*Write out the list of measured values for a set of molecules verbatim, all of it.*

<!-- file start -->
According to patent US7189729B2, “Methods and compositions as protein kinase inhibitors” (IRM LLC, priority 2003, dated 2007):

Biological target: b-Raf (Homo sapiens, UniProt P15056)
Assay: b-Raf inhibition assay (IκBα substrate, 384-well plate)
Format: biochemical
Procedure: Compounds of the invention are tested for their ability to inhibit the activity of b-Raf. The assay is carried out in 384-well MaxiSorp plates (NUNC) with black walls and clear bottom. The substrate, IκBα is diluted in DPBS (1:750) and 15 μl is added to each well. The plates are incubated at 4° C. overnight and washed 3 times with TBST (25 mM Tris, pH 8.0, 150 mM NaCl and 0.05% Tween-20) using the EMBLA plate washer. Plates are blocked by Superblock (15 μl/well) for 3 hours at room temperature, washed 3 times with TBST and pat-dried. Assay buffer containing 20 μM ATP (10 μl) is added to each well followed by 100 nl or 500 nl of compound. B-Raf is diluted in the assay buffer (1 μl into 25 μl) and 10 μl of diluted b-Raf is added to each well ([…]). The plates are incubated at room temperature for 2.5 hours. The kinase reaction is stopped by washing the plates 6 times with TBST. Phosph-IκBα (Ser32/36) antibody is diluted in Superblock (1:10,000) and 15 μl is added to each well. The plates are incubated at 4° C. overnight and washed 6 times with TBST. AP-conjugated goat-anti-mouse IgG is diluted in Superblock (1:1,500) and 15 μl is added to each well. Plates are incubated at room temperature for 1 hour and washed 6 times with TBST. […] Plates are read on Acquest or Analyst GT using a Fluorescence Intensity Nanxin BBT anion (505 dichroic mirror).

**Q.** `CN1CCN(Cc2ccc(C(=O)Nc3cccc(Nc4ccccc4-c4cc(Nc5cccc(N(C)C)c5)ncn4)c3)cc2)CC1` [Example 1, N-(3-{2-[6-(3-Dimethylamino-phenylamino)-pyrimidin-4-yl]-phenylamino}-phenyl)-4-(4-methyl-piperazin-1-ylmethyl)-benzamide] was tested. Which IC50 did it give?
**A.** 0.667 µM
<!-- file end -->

According to patent US7189729B2, “Methods and compositions as protein kinase inhibitors” (IRM LLC, priority 2003, dated 2007):

Biological target: b-Raf (Homo sapiens, UniProt P15056)
Assay: b-Raf inhibition assay (IκBα substrate, 384-well plate)
Format: biochemical
Procedure: Compounds of the invention are tested for their ability to inhibit the activity of b-Raf. The assay is carried out in 384-well MaxiSorp plates (NUNC) with black walls and clear bottom. The substrate, IκBα is diluted in DPBS (1:750) and 15 μl is added to each well. The plates are incubated at 4° C. overnight and washed 3 times with TBST (25 mM Tris, pH 8.0, 150 mM NaCl and 0.05% Tween-20) using the EMBLA plate washer. Plates are blocked by Superblock (15 μl/well) for 3 hours at room temperature, washed 3 times with TBST and pat-dried. Assay buffer containing 20 μM ATP (10 μl) is added to each well followed by 100 nl or 500 nl of compound. B-Raf is diluted in the assay buffer (1 μl into 25 μl) and 10 μl of diluted b-Raf is added to each well ([…]). The plates are incubated at room temperature for 2.5 hours. The kinase reaction is stopped by washing the plates 6 times with TBST. Phosph-IκBα (Ser32/36) antibody is diluted in Superblock (1:10,000) and 15 μl is added to each well. The plates are incubated at 4° C. overnight and washed 6 times with TBST. AP-conjugated goat-anti-mouse IgG is diluted in Superblock (1:1,500) and 15 μl is added to each well. Plates are incubated at room temperature for 1 hour and washed 6 times with TBST. […] Plates are read on Acquest or Analyst GT using a Fluorescence Intensity Nanxin BBT anion (505 dichroic mirror).

**Q.** `CN1CCN(Cc2ccc(C(=O)Nc3cccc(Nc4ccccc4-c4cc(Nc5cccc(N(C)C)c5)ncn4)c3)cc2)CC1` [Example 1, N-(3-{2-[6-(3-Dimethylamino-phenylamino)-pyrimidin-4-yl]-phenylamino}-phenyl)-4-(4-methyl-piperazin-1-ylmethyl)-benzamide] was tested. Which IC50 did it give?
**A.** 0.667 µM